Over the years, gun reloading has become a popular hobby among shooting enthusiasts. Whether it is to save money, produce wildcat cartridges, or just looking for a new hobby, reloading can be a great skill for shooters to have. If you are new to reloading and not sure what you might need to start producing your own ammunition, check out our previous article “Let’s Get Ready to Reload.” For new and veteran reloaders alike, we at Starline have put together a gun reloading guide to help make the reloading process even easier.
Safety is always the most important thing to consider. There are safety precautions reloaders should always follow, including following current gun reloading manuals. Our first tip, for an added level of safety, is to find a load that uses a bulky powder that fills the case more than half way. For new reloaders or when loading on a progressive press, using the bulky powder will overfill the case if it is double charged and make it impossible to load. This is not a substitute for safe loading practices, but is one safeguard that can help.
Our second tip has to do with loading on a progressive press. Sometimes the powder-thru expander can be hard to get back out of the case when dealing with new brass, especially on short cases. There are two possible causes of this. The first is the land on the expander being too long, wedging itself in the internal taper of the case. To fix this issue, the piece can be sent to Starline for free modification. We will then increase the radius on the end of the expander, thus shortening the land. The other possible cause is a burr on the mouth of the case. You can deburr the case mouth and resolve the issue.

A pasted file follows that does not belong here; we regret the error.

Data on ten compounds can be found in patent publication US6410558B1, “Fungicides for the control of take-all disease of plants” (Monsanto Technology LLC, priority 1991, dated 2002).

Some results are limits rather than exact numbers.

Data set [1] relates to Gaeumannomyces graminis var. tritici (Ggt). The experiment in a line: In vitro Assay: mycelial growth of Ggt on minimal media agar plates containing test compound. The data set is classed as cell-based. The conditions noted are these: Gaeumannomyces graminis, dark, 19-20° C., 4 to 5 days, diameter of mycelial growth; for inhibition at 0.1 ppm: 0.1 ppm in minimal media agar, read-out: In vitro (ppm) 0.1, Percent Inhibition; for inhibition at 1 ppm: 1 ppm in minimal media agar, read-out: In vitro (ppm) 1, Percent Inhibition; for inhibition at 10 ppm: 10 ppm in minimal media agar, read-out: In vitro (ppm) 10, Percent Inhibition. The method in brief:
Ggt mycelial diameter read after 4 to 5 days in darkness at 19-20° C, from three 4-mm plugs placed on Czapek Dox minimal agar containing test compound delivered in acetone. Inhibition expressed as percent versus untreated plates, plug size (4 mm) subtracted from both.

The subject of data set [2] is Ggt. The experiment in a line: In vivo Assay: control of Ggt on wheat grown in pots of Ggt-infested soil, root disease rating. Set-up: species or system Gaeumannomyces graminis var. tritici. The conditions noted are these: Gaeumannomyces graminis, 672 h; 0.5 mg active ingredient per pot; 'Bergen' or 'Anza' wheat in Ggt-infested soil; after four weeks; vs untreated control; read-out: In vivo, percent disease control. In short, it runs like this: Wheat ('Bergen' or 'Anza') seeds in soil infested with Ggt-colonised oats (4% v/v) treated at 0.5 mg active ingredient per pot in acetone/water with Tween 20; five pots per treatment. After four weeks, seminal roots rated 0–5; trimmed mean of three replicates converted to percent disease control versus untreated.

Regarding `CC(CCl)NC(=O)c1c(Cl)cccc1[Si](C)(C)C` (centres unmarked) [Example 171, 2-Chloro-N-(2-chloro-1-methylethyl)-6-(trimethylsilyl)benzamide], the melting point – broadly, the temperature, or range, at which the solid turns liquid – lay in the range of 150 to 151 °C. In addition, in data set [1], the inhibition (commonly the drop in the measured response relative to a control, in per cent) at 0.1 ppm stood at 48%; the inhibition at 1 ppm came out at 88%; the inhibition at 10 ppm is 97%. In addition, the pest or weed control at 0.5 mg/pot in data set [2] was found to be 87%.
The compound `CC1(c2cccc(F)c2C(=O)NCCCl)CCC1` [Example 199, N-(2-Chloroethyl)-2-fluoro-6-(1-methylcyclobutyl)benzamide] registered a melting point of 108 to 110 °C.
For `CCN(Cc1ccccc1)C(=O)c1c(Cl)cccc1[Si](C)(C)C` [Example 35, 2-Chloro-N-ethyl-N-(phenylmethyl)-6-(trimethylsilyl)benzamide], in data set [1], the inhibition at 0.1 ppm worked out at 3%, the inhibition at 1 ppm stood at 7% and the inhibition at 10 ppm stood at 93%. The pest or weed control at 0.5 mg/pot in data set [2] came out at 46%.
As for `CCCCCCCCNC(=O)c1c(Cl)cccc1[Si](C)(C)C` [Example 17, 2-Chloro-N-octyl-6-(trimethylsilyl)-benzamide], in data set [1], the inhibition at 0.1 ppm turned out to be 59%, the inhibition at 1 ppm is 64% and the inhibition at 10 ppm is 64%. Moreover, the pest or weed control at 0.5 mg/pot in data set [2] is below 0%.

New brass can be harder to size, prime and seat bullets in than fired brass at times because the brass may be lacking lubrication. This happens due to the brass being stripped clean and polished. Our third tip is to try tumbling your new cases in used media for half an hour before reloading. The powder residue in the tumbling media will add just enough lubrication to the brass to ease the gun loading process. The other option is using a spray lube.
Did you know that you can change your point of impact vertically by adjusting the load on pistols and revolvers with fixed sights? Our final reloading guide tip is to always know the load amount you are shooting. If your gun is shooting low, reduce the load slightly or go to a load that uses a heavier bullet to raise the point of impact. The longer dwell time of the bullet in the barrel will make the recoil raise the point of impact. If your gun is shooting high, try a lighter bullet or a heavier load. This will get the bullet out of the barrel faster, before the recoil can raise the point of impact, thus lowering the final shot.